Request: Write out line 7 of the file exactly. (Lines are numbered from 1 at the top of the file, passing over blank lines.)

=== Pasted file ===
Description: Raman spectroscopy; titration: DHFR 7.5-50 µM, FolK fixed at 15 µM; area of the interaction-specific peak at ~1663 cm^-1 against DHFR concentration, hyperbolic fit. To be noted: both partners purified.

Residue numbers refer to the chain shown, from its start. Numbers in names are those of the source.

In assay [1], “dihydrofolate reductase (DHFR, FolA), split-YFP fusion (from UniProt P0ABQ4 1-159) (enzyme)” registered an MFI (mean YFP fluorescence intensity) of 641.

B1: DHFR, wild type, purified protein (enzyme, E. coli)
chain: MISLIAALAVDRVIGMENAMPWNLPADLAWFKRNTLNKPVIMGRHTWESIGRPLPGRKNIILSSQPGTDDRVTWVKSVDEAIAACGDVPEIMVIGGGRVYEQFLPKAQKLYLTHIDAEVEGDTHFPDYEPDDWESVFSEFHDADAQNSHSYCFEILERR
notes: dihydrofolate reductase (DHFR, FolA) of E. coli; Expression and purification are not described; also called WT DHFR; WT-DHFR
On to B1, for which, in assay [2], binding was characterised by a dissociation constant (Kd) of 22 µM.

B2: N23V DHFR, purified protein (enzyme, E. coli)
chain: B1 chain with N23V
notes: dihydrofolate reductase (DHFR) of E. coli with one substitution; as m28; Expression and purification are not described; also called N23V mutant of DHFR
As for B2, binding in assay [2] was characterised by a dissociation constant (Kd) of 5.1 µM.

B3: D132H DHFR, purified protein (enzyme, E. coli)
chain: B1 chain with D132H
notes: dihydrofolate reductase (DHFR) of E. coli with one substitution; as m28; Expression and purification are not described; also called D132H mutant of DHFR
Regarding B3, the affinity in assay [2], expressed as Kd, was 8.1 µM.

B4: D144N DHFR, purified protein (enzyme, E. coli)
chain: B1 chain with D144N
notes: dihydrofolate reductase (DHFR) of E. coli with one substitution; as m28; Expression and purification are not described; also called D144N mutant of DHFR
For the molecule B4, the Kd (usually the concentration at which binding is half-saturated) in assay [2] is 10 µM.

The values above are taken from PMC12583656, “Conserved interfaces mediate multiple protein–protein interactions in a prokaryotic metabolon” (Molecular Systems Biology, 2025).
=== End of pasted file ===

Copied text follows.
On to B1, for which, in assay [2], binding was characterised by a dissociation constant (Kd) of 22 µM.